Oct. 2, 2003 — A particulate agglomeration technology for coal-fired power plants, developed in Australia and brought to the U.S. by Southern Company and Indigo Technologies, Brisbane, Australia, is now being demonstrated on a Southern Company plant in Mississippi.
The technology now has the additional backing and cooperation of EPRI, Entergy, Cinergy, Ontario Power Generation, First Energy and Duke. Several more U.S. utilities are also considering participation.
The device – the Indigo Agglomerator – works by charging particulate matter both positively and negatively, causing the formation of larger particle clusters that can be removed from stack gases more easily than by electrostatic precipitators alone. “The fine negative particles are attracted to the large positive particles and vice-versa, creating particles of about 10 microns in size,” says Bob Crynack, president of Indigo Technologies LLC.
The first prototype Indigo Agglomerator was installed in December 2000 at Delta Electricity’s Vales Point Power Station in New South Wales, Australia. That installation verified the technology and provided data for the design of a full commercial installation. In March of this year, the first U.S. commercial installation was completed during a four-week outage at Mississippi Power Company’s Watson Plant in Gulfport, Miss.
The device was installed on Unit 4, a 250 MW opposed wall-fired boiler with two separate exhaust gas treatment and monitoring systems. The plant burns a variety of foreign and domestic coals.
Each of the plant’s gas treatment and monitoring systems has an air heater for waste heat recovery, an electrostatic precipitator (ESP) for dust removal and an induced draft fan to maintain a slightly negative furnace pressure and convey gas into a common exhaust chimney.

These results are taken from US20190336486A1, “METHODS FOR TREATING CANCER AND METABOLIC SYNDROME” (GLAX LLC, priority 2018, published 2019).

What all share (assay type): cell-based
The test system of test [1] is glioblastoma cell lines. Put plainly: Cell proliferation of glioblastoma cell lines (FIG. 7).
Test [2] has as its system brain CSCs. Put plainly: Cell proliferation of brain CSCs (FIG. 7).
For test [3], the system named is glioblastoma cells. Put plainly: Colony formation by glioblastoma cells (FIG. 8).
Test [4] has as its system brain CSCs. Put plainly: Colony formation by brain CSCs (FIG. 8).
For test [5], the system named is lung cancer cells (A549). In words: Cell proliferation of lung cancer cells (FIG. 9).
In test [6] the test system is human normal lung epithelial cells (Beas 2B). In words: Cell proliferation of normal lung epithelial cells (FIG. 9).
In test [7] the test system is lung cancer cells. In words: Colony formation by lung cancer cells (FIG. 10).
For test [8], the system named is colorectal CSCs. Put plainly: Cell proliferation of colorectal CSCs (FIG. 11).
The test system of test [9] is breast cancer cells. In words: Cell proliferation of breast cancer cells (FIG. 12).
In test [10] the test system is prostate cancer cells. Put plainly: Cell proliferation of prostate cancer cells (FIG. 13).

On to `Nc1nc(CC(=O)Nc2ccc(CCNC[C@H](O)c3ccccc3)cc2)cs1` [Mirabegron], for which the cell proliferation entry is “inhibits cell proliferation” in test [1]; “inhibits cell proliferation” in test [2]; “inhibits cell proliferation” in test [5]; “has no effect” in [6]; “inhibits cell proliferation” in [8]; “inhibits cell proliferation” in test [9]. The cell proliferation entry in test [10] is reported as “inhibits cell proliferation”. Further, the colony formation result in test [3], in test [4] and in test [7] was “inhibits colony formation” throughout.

The monitoring system on each system measures gas flow, gas temperature and opacity (an optical measurement of dust emissions). The agglomerator was installed in the B exhaust gas treatment system between the air heater and the ESP.
Preliminary tests indicate up to 70% reduction in opacity levels, a 45% reduction in outlet dust load, and a reduction in PM 2.5 fine particulate emissions of more than 50%.
The agglomerator uses two key processes to reduce fine particle emissions. A bi-polar charger is used to charge half of the dust positively and half negatively. The bi-polar charger has a series of alternating positive and negative parallel passages that the gas and dust pass through to acquire a positive or negative charge.
The second key process is a specially designed mixing system that causes the fine positive particles to be carried by the gas and mixed with the large negative particles emitting from the adjacent negative passage. This mixing system also causes the fine negatively charged particles to mix with the large positive particles. This results in the oppositely charged particles attaching to each other and forming agglomerates.
The particle size distribution confirms that these results are due to a reduction in fine particle emissions, showing a greater than 350% reduction at 0.8 micron at the ESP outlet. Particles in the 1-micron size range have a large effect on the visibility of emissions, hence the large opacity reduction.
Source: This article is part of the Power Engineering October 2003 issue.